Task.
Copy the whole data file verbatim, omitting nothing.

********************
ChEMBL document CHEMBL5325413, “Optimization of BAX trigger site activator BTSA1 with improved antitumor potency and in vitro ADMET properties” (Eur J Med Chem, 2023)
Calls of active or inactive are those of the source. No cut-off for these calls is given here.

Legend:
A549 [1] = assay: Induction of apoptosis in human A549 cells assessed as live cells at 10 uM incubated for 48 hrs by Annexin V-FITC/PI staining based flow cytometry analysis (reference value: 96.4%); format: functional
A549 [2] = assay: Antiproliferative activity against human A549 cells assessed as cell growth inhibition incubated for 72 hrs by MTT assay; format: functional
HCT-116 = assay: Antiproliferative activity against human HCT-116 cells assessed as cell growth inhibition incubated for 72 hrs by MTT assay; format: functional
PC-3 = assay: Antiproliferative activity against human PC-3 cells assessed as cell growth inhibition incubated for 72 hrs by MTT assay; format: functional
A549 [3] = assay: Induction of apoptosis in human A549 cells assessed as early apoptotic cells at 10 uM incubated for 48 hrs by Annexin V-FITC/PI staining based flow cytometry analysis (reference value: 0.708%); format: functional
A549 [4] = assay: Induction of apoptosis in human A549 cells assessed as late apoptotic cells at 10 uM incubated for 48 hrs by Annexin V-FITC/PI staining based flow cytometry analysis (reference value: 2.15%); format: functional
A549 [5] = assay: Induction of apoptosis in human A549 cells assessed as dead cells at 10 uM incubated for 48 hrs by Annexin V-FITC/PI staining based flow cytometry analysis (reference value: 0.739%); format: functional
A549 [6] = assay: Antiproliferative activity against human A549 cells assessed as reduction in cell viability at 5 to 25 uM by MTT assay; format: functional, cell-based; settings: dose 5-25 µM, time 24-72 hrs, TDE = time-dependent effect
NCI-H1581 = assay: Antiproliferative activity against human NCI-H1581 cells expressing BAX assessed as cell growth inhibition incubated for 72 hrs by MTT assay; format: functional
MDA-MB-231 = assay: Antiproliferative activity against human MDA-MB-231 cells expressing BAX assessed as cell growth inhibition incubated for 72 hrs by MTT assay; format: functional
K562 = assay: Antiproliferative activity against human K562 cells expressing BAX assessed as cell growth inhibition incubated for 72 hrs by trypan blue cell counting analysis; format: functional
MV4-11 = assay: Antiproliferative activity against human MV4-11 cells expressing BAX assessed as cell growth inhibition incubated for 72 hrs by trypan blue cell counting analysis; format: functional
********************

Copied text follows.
ChEMBL document CHEMBL5325413, “Optimization of BAX trigger site activator BTSA1 with improved antitumor potency and in vitro ADMET properties” (Eur J Med Chem, 2023)
Calls of active or inactive are those of the source. No cut-off for these calls is given here.

Legend:
A549 [1] = assay: Induction of apoptosis in human A549 cells assessed as live cells at 10 uM incubated for 48 hrs by Annexin V-FITC/PI staining based flow cytometry analysis (reference value: 96.4%); format: functional
A549 [2] = assay: Antiproliferative activity against human A549 cells assessed as cell growth inhibition incubated for 72 hrs by MTT assay; format: functional
HCT-116 = assay: Antiproliferative activity against human HCT-116 cells assessed as cell growth inhibition incubated for 72 hrs by MTT assay; format: functional
PC-3 = assay: Antiproliferative activity against human PC-3 cells assessed as cell growth inhibition incubated for 72 hrs by MTT assay; format: functional
A549 [3] = assay: Induction of apoptosis in human A549 cells assessed as early apoptotic cells at 10 uM incubated for 48 hrs by Annexin V-FITC/PI staining based flow cytometry analysis (reference value: 0.708%); format: functional
A549 [4] = assay: Induction of apoptosis in human A549 cells assessed as late apoptotic cells at 10 uM incubated for 48 hrs by Annexin V-FITC/PI staining based flow cytometry analysis (reference value: 2.15%); format: functional
A549 [5] = assay: Induction of apoptosis in human A549 cells assessed as dead cells at 10 uM incubated for 48 hrs by Annexin V-FITC/PI staining based flow cytometry analysis (reference value: 0.739%); format: functional
A549 [6] = assay: Antiproliferative activity against human A549 cells assessed as reduction in cell viability at 5 to 25 uM by MTT assay; format: functional, cell-based; settings: dose 5-25 µM, time 24-72 hrs, TDE = time-dependent effect
NCI-H1581 = assay: Antiproliferative activity against human NCI-H1581 cells expressing BAX assessed as cell growth inhibition incubated for 72 hrs by MTT assay; format: functional
MDA-MB-231 = assay: Antiproliferative activity against human MDA-MB-231 cells expressing BAX assessed as cell growth inhibition incubated for 72 hrs by MTT assay; format: functional
K562 = assay: Antiproliferative activity against human K562 cells expressing BAX assessed as cell growth inhibition incubated for 72 hrs by trypan blue cell counting analysis; format: functional
MV4-11 = assay: Antiproliferative activity against human MV4-11 cells expressing BAX assessed as cell growth inhibition incubated for 72 hrs by trypan blue cell counting analysis; format: functional